A ferrocerium rod is something many survivalists would consider an essential part of a daily load out. It works in any weather conditions, sending out sparks to light your tinder. Now, the greater the surface area you’re scraping on the rod, the larger the shower of sparks that will result. Thus, the beauty of the Hexa ferro rod. Rather than a cylinder, you’re scraping a flat surface. It comes in two lengths, three inches or six inches.
MSRP: Starting at $18
Preppers and survivalists have been making little survival kits for ages. The folks at Tiny Survival have it down to a science. The Pocket 30 is an ultralight, micro survival kit that includes items for water collection and purification, food procurement, gear repair, fire starting, rescue assistance, navigation and more. The entire kit is designed to fit into a standard metal mint tin. This is the perfect last-ditch kit for anyone who ventures out into the field.
The Campfire Trio is a collection of, you guessed it, three great pieces of cooking tools. The Fire Safe forms the base. It is a stainless-steel fold-out bed for wood or charcoal fires. Over that is placed the Grill M1 Edition, a height-adjustable cooking surface. It consists of just two parts, a frame that spreads open and then the actual grill that unrolls and secures. The final piece of the Trio is a great quality ferrocerium rod (not shown) for lighting your cook fire.
Almost too pretty to use, the Baja 4.5 RE still has the work ethic of all TOPS Knives. The 5.4-inch 1095 steel blade is agile and right-sized for many tasks around camp and the presentation-grade leather sheath perfectly complements the tan canvas Micarta scales. The 5/32-inch thick blade and the full flat grind combine to add strength over 1/8-inch stock, which is perfect for when the going gets tough. The jimping added to the spine and finger guard help ensure you will maintain control, even in wet or hard use situations.
Looking for a folder with a little more character than your typical EDC? The Tac-Raze 2 may be what you’re looking for. The green Micarta handles and blade shape are updates to their first friction folder and the Black River Wash finish further sets the design off, preventing the possibility of confusing it with a straight razor. The 1095 steel blade is just over 3 inches and the knife opens to 7.5 inches. The brown leather belt sheath is included so you can safely keep it close at hand.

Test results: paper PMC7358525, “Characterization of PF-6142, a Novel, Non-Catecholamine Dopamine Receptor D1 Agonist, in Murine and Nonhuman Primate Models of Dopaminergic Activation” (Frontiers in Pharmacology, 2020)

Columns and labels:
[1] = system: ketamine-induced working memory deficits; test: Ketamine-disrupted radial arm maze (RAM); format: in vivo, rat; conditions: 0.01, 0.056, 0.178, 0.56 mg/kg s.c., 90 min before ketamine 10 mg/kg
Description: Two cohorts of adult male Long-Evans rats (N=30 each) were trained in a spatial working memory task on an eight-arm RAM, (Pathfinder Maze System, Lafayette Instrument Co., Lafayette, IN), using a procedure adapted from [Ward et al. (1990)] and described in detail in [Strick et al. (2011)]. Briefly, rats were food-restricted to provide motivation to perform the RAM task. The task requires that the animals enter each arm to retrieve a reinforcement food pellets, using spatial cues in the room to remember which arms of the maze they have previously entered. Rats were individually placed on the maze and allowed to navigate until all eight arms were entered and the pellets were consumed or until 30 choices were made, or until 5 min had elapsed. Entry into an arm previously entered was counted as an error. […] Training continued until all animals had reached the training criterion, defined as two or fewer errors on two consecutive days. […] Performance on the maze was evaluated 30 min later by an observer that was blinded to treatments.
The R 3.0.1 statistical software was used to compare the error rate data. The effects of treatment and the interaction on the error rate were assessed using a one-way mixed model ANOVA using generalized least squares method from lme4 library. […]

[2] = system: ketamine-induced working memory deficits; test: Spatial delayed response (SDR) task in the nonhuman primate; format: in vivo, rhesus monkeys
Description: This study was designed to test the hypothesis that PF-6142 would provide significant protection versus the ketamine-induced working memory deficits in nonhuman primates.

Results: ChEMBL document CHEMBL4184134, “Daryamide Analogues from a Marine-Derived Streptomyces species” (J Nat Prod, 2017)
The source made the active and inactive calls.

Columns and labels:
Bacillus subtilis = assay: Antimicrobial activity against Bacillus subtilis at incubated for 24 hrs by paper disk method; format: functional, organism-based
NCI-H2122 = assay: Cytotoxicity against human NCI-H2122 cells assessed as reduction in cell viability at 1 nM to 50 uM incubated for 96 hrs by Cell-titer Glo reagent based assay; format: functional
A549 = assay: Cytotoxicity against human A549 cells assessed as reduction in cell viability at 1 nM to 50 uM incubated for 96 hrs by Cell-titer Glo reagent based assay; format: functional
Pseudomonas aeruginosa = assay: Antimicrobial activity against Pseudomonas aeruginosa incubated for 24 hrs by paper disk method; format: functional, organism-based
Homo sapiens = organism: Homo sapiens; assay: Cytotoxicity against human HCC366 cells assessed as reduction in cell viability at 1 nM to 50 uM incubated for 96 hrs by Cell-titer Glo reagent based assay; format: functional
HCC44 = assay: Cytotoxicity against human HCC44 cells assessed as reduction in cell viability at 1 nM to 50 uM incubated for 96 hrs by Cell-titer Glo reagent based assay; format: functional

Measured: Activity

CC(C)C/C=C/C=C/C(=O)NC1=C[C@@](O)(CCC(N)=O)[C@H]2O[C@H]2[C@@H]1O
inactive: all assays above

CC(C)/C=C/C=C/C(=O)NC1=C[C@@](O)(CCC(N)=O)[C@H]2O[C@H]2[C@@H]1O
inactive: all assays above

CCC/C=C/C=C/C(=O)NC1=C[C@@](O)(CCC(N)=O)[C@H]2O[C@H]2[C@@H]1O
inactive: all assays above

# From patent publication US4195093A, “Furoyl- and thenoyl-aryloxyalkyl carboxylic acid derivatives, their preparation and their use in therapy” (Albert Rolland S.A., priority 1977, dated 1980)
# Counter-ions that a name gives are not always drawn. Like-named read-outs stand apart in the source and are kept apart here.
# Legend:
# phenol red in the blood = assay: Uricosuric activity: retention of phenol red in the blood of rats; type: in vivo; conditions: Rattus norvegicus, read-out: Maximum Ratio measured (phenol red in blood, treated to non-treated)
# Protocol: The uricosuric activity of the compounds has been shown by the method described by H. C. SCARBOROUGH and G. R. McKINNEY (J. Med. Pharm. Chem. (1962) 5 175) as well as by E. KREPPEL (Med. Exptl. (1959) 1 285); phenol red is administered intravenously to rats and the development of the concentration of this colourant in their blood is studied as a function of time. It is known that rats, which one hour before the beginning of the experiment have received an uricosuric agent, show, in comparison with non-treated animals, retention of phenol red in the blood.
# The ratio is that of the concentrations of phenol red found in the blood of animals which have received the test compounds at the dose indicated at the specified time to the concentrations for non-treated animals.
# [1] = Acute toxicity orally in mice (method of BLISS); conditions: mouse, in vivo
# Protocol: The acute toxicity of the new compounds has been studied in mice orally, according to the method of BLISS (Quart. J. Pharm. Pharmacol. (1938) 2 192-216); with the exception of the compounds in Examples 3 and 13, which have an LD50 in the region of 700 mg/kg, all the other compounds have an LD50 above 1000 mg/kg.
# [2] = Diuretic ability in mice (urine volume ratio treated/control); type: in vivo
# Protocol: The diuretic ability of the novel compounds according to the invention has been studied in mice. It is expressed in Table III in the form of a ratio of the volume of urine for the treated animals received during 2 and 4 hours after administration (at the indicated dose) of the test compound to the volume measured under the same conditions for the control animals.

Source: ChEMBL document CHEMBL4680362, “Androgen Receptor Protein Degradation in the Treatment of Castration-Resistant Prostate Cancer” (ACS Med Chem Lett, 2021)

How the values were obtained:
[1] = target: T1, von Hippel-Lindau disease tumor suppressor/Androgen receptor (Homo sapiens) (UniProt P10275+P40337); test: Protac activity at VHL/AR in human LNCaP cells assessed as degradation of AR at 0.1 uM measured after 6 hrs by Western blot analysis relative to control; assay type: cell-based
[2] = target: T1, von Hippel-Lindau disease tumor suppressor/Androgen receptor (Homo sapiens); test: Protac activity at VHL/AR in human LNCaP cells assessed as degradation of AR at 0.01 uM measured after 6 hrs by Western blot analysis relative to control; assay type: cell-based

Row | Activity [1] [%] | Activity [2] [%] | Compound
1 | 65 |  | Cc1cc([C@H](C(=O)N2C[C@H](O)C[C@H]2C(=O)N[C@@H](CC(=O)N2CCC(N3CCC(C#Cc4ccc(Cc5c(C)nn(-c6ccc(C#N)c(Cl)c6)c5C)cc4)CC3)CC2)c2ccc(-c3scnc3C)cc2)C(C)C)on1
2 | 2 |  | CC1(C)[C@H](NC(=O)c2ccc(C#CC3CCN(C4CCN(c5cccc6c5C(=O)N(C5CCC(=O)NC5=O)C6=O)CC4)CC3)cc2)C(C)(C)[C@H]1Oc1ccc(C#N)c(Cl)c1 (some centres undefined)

This small kit is supremely handy. It contains six hex bits, including metric, Torx, SAE, and Phillips, as well as a pistol punch tool. The magnetic ratchet is bi-directional and has just enough length to be useful without cramping your fingers trying to hold on to it. It also features a pry tool and bottle opener. The entire tool kit is carried in an elastic holster with a belt clip and attaches easily to MOLLE webbing.
While few of us would expect to be able to keep squeaky clean in the field, being able to wash up a bit will certainly be appreciated. Combat Wipes are alcohol free. They have aloe and vitamin E as well as being antibacterial. The wipes are thick and soft, measuring 7.1 x 8.3 inches. The soft-sided travel-friendly package holds 25 wipes and dispenses one wipe at a time. When you’re done with it, you can just bury it as they are 100 percent biodegradable.
The Shuffle DIY is a multi-function pocket knife, containing a sharp blade, a flathead bit, Phillips bit, and bottle opener, all in a very compact package. A magnet keeps the bits in place when they are in use. The blade has a thumb stud for easy opening. A liner lock keeps the blade secure once it has been deployed. At 3.5 ounces, it has a little heft for the size, giving it a robust feel.
Editor’s note: A version of this article first appeared in the August, 2020 print issue of American Survival Guide.